Hamson Obua’s shake-up of National Council of Sports has been met with warm approval and admiration. Reshuffles by their very nature are meant to be visceral demonstrations of where authority lies, and the one we witnessed on Friday will not go down as an exception. In asking Donald Rukare to step into Bosco Onyik’s shoes, Obua has showed an indication to put a personal stamp on the sports sub sector he only recently inherited.
The National Council of Sports or NCS is statutorily obligated to run the rule over sports federations (fifty-one of them) in Uganda. The statutory organ has always had something of a dying gasp of an old order since it owes its existence to a 1964 act. Talk of resetting NCS’s trajectory has never been in scant supply. Competing interests have, however, run any chance of a profound change into the ground.
Rukare, the holder of a PhD in law, has the legal smarts to grasp the hidden contours that have stopped NCS from embodying a 21st century mindset. A lot more will definitely have to be done to ensure that a sense of energy and accomplishment filters back into Ugandan sport via NCS. The aloofness that oozed out of the previous upper echelons of NCS’s hierarchal systems for one tore a lid off a Pandora’s box, driving a wedge between the statutory organ and Uganda Olympic Committee (UOC).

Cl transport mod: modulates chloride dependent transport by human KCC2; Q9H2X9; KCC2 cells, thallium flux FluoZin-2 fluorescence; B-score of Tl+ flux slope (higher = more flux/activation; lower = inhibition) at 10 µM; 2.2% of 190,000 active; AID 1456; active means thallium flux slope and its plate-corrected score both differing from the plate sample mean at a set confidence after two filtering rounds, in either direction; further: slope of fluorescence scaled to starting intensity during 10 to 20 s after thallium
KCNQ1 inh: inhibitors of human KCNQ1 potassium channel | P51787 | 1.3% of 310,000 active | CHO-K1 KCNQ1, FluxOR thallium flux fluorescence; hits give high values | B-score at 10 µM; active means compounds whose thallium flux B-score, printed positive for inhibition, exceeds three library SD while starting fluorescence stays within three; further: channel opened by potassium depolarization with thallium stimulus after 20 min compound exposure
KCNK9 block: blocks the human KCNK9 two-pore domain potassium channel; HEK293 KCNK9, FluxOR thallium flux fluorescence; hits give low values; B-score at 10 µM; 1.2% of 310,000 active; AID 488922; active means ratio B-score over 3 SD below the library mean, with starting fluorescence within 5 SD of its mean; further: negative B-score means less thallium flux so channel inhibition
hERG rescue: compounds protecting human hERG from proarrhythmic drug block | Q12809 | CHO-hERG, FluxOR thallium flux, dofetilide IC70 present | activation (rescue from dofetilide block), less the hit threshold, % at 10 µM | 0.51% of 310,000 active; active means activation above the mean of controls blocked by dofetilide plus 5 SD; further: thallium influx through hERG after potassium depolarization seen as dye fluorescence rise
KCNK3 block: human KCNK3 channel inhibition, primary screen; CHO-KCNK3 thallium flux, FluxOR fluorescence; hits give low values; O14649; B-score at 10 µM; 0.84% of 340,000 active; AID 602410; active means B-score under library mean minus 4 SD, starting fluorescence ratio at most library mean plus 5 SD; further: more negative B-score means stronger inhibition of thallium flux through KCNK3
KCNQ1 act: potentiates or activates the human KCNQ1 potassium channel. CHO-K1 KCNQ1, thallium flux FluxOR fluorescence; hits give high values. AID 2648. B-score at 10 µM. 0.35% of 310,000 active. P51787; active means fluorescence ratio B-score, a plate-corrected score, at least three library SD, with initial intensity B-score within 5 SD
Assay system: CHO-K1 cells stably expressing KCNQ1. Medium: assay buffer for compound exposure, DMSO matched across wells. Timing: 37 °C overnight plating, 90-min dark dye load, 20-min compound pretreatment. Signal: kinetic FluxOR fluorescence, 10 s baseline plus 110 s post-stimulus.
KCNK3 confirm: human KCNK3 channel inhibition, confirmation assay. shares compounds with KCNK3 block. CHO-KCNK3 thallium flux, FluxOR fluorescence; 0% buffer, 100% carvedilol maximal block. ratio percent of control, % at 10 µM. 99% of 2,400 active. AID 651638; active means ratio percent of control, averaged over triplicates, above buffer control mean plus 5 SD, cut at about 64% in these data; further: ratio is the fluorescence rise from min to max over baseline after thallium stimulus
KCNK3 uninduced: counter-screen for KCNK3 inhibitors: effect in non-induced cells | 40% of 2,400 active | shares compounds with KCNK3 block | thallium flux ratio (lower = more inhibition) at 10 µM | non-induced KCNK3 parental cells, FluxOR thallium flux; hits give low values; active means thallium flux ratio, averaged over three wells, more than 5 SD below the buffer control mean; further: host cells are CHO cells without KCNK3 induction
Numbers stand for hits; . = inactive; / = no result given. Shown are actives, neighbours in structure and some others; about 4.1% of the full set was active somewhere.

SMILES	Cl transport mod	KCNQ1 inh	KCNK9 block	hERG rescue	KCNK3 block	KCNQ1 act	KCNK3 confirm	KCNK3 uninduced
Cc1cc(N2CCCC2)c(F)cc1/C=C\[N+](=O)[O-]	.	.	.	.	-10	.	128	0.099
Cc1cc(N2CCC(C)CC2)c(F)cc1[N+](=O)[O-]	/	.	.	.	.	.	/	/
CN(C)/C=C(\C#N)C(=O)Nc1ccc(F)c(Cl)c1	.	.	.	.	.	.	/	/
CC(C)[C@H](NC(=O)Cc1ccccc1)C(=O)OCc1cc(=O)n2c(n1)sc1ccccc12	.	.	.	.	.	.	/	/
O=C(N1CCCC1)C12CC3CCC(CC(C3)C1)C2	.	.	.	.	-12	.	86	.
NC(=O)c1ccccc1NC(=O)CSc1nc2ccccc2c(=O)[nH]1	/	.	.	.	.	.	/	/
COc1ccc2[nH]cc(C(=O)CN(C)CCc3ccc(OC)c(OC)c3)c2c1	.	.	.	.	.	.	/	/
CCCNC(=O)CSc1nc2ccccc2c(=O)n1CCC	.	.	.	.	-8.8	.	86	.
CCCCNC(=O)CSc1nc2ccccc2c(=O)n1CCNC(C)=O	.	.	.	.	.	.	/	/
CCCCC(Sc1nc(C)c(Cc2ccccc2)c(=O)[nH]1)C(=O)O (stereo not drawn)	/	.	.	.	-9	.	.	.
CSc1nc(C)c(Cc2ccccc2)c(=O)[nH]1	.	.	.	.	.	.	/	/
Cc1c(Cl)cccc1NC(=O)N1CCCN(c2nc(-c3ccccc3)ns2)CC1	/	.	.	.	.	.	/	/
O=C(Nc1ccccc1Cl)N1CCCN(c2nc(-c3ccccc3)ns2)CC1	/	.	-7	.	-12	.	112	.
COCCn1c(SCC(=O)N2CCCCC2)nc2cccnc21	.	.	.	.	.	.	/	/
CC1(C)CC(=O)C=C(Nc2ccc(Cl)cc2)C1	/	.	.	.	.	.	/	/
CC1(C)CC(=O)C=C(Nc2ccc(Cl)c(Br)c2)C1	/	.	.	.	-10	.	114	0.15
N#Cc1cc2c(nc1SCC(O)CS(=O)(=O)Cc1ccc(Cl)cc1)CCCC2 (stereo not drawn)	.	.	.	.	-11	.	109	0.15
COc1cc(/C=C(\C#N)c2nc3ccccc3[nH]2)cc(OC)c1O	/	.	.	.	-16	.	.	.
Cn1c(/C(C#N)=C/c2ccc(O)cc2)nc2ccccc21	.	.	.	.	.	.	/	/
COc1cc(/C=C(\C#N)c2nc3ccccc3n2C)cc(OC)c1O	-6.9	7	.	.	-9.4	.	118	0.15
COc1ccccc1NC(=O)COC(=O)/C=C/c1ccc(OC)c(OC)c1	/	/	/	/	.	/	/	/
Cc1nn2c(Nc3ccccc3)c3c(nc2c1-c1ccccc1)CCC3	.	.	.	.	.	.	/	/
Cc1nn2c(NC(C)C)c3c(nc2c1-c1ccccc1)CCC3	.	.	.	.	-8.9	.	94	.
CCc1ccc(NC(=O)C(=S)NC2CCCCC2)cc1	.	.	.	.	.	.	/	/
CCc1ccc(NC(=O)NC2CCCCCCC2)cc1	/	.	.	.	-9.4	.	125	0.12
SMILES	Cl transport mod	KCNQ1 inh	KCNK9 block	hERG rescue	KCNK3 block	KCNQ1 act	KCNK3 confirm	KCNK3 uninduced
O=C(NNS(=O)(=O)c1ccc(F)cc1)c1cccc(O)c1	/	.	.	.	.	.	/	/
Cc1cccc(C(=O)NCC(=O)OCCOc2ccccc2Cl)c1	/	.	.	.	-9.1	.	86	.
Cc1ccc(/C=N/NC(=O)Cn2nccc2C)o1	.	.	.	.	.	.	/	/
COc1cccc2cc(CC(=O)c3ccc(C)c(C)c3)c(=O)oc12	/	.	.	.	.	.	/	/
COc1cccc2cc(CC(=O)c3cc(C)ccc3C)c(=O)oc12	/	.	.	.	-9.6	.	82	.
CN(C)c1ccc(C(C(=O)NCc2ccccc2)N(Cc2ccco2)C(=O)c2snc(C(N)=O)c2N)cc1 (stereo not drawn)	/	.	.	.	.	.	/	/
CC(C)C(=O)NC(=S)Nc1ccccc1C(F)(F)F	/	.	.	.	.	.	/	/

That Rukare is part of the furniture at UOC means that a deep-seated rift that only added to a feeling of loss can finally be spoken of in the past tense. There is a strong belief that — unlike his predecessor — Rukare will have a fine instinct for popular feelings in the sports sub sector. That he will open communication lines and not disappear into ether when needed most.
As the UOC president William Blick glowingly tweeted, Ugandan sport could be on the cusp of “a new era.” But caution and a healthy scepticism should continue to be a default position. The youthful exuberance in the sports sub sector is most welcome. Whether the ‘fresh faces’ will tick boxes of not just performance but also transparency and accountability remains to be seen.